Chawla believes there are two successful business models: “A full stack end-to-end company, where you go all the way down from one end of the value chain to the other. The other type of business model we’ve seen work really well is the retrofitting. A lot of customers can’t rip out their entire system to integrate new technologies, and that’s really the larger cross section of the two.”

For both Chawla and Romito, they see the immediate future focussing on how to use machine learning and data analytics to make better investment decisions.

Chawla said: “When machine learning and AI are deployed correctly they have great potential. Real estate owners should first adopt the latest technology systems that retrofit your business, and then look at other areas of your business where you can invest. Data collection is a driving force behind the creation of new technology in real estate, and businesses that provide bigger returns to their customers through better data and analytics insight are seeing a lot of adoption.”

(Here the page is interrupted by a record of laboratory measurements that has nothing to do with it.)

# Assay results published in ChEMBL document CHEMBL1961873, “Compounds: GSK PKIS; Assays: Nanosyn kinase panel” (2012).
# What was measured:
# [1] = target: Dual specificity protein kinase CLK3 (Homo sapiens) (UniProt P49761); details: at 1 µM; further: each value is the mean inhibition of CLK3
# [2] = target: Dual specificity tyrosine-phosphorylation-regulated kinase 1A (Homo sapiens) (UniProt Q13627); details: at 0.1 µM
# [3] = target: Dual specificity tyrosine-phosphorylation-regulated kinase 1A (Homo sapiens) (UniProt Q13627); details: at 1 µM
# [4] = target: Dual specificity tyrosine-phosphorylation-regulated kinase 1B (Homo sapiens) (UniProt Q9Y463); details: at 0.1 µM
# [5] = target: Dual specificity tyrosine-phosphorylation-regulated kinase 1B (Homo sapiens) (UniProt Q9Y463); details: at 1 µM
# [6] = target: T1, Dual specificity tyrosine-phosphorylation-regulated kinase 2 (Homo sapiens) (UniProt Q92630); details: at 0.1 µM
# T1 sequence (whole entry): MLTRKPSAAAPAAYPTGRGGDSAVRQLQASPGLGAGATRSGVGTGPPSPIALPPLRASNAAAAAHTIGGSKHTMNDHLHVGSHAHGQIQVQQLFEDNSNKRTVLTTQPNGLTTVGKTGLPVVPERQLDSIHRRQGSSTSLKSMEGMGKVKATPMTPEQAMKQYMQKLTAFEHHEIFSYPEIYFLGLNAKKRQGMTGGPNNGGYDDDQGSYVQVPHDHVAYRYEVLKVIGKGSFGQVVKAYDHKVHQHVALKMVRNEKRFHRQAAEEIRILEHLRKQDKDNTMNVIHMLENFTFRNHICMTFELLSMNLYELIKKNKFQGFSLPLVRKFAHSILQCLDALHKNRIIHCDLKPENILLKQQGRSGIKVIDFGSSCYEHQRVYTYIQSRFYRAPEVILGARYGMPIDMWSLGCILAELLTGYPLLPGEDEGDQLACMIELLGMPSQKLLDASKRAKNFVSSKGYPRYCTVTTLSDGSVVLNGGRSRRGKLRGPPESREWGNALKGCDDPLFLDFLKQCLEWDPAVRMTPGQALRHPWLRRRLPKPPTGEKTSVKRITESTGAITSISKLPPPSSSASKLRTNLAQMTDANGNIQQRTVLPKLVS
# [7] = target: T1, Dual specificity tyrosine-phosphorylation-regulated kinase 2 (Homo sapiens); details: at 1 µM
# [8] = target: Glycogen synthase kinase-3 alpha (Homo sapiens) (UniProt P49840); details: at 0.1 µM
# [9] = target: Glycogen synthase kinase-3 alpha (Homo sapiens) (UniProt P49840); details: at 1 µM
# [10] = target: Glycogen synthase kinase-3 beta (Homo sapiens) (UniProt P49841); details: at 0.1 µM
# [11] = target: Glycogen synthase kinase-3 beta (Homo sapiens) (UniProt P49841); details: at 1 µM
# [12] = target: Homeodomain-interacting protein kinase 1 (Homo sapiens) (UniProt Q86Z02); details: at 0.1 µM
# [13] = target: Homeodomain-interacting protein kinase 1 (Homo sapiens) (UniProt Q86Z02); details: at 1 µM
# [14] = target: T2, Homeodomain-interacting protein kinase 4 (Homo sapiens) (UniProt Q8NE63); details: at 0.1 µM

However, the collection of data from numerous sources comes with its own problems. Romito explained: “The market is so opaque, there is no single database to help give you answers. We’ve had to clean up our customer’s information before they can use our product, whereas in residential you don’t have that problem.”

Chawla said: “There’s a combination of problems we’re now trying to solve with the mass of data we have. You have to be careful about data overlap. We’re likely to see one platform that dominates different sections of the business, so there’ll be one or two platforms that dominate in different sectors across your portfolio. Stakeholders will want a main platform for information.”

Chawla and Romito concluded the chat by saying the most important advice they could give to companies is that it’s important to remain focussed on the customer.

Chawla said: “You need to prioritise the customer experience above all else and realise that there are key technologies that you can embrace to do that. Focussing on these technologies will put you in a better position to incrementally grow your business.”

Romito went on to say that “what we’re realising is that [proptech] is a mix of art and science, but there just hasn’t been a whole lot of science.” This means that more data needs to be a part of the creative initiative to help decision making.

Your Comments

Read our comments policy

Related Articles

Sign up to receive the PlaceTech Weekly

Keep informed on the latest products, trends and research in property, for free.


Keep informed on the latest products, trends and research in property, for free.
By subscribing, you are agreeing to our Terms & Conditions and Privacy Policy

"*" indicates required fields